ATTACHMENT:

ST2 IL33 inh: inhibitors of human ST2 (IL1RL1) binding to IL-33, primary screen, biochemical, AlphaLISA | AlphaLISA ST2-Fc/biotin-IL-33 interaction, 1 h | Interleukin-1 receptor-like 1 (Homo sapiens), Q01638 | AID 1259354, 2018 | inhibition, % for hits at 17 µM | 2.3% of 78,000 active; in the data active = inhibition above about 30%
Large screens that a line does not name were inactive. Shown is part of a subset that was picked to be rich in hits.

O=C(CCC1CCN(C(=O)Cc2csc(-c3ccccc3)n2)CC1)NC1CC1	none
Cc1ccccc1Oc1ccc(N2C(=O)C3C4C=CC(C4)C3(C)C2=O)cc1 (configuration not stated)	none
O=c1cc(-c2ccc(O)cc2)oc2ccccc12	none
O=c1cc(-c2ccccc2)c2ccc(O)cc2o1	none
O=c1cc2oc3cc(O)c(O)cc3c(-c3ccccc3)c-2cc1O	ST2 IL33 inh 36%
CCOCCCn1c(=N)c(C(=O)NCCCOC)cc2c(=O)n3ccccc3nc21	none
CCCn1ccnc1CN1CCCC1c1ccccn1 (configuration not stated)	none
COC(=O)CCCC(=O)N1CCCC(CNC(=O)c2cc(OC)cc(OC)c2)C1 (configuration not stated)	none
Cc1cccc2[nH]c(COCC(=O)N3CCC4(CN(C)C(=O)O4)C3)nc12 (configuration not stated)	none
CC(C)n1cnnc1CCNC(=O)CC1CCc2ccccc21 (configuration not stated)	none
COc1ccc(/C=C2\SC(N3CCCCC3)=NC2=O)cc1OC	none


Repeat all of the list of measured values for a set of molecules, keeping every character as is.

ST2 IL33 inh: inhibitors of human ST2 (IL1RL1) binding to IL-33, primary screen, biochemical, AlphaLISA | AlphaLISA ST2-Fc/biotin-IL-33 interaction, 1 h | Interleukin-1 receptor-like 1 (Homo sapiens), Q01638 | AID 1259354, 2018 | inhibition, % for hits at 17 µM | 2.3% of 78,000 active; in the data active = inhibition above about 30%
Large screens that a line does not name were inactive. Shown is part of a subset that was picked to be rich in hits.

O=C(CCC1CCN(C(=O)Cc2csc(-c3ccccc3)n2)CC1)NC1CC1	none
Cc1ccccc1Oc1ccc(N2C(=O)C3C4C=CC(C4)C3(C)C2=O)cc1 (configuration not stated)	none
O=c1cc(-c2ccc(O)cc2)oc2ccccc12	none
O=c1cc(-c2ccccc2)c2ccc(O)cc2o1	none
O=c1cc2oc3cc(O)c(O)cc3c(-c3ccccc3)c-2cc1O	ST2 IL33 inh 36%
CCOCCCn1c(=N)c(C(=O)NCCCOC)cc2c(=O)n3ccccc3nc21	none
CCCn1ccnc1CN1CCCC1c1ccccn1 (configuration not stated)	none
COC(=O)CCCC(=O)N1CCCC(CNC(=O)c2cc(OC)cc(OC)c2)C1 (configuration not stated)	none
Cc1cccc2[nH]c(COCC(=O)N3CCC4(CN(C)C(=O)O4)C3)nc12 (configuration not stated)	none
CC(C)n1cnnc1CCNC(=O)CC1CCc2ccccc21 (configuration not stated)	none
COc1ccc(/C=C2\SC(N3CCCCC3)=NC2=O)cc1OC	none